Cardiomyocyte-specific inactivation of thyroid hormone in pathologic ventricular hypertrophy: an adaptative response or part of the problem?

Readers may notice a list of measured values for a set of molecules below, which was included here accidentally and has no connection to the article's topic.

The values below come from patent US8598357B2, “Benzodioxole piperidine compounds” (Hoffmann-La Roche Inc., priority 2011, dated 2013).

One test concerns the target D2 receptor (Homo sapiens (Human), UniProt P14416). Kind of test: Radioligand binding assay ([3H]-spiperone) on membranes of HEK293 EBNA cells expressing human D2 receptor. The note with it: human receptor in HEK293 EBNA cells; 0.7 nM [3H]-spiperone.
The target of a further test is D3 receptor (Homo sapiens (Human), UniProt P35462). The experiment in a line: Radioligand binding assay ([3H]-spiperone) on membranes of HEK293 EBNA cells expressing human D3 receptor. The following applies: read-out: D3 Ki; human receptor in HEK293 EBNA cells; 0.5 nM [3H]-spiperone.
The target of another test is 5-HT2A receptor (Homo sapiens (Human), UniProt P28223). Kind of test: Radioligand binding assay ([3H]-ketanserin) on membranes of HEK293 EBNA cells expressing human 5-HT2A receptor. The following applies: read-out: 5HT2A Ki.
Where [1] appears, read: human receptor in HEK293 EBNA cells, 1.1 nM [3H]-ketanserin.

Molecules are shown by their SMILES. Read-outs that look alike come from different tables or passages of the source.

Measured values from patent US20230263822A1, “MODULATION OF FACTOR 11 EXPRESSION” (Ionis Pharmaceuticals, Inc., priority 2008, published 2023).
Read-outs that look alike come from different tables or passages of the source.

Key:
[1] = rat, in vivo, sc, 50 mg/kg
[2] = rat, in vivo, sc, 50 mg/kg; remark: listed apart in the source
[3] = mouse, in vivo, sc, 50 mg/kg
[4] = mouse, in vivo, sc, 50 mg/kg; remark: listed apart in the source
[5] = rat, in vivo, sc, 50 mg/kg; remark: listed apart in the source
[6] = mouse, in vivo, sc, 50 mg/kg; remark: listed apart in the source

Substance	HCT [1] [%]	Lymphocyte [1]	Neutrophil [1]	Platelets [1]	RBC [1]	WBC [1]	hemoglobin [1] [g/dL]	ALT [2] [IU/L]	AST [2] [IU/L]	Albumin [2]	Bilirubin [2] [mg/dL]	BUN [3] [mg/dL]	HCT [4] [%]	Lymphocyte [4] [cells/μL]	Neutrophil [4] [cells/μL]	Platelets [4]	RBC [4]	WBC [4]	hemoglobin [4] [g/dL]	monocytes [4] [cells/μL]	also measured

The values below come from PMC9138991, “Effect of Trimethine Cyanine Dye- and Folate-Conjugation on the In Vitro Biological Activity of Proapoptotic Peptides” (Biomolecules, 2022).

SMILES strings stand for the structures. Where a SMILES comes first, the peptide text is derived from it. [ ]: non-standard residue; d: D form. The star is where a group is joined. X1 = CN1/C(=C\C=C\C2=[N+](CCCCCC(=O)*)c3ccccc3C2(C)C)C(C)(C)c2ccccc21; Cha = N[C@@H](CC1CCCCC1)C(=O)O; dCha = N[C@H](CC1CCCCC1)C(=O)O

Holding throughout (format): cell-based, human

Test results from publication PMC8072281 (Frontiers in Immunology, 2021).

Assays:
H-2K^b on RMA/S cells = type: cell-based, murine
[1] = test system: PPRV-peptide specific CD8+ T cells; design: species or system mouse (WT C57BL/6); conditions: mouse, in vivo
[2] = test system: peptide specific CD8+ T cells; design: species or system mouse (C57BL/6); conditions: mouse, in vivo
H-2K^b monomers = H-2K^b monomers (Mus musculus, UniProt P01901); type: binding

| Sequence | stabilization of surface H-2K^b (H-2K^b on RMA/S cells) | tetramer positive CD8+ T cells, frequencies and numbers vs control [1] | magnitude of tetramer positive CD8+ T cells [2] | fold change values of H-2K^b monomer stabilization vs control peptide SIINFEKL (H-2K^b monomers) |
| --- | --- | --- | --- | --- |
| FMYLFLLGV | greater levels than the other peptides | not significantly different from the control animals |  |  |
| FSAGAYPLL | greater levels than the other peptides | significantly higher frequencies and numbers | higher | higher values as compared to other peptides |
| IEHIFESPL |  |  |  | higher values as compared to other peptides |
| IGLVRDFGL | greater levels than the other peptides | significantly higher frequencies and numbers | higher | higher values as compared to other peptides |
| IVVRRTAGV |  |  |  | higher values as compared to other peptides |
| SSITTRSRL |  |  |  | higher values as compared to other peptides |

Myocardial right ventricular (RV) hypertrophy due to pulmonary hypertension is aimed at normalizing ventricular wall stress. Depending on the degree of pressure overload, RV hypertrophy may progress to a state of impaired contractile function and heart failure, but this cannot be discerned during the early stages of ventricular remodeling. We tested whether critical differences in gene expression profiles exist between ventricles before the ultimate development of either a compensated or decompensated hypertrophic phenotype. Both phenotypes were selectively induced in Wistar rats by a single subcutaneous injection of either a low or a high dose of the pyrrolizidine alkaloid monocrotaline (MCT). Spotted oligonucleotide microarrays were used to investigate pressure-dependent cardiac gene expression profiles at 2 wk after the MCT injections, between control rats and rats that would ultimately develop either compensated or decompensated hypertrophy. Clustering of significantly regulated genes revealed specific expression profiles for each group, although the degree of hypertrophy was still similar in both. The ventricles destined to progress to failure showed activation of pro-apoptotic pathways, particularly related to mitochondria, whereas the group developing compensated hypertrophy showed blocked pro-death effector signaling via p38-MAPK, through upregulation of MAPK phosphatase-1. In summary, we show that, already at an early time point, pivotal differences in gene expression exist between ventricles that will ultimately develop either a compensated or a decompensated phenotype, depending on the degree of pressure overload. These data reveal genes that may provide markers for the early prediction of clinical outcome as well as potential targets for early intervention.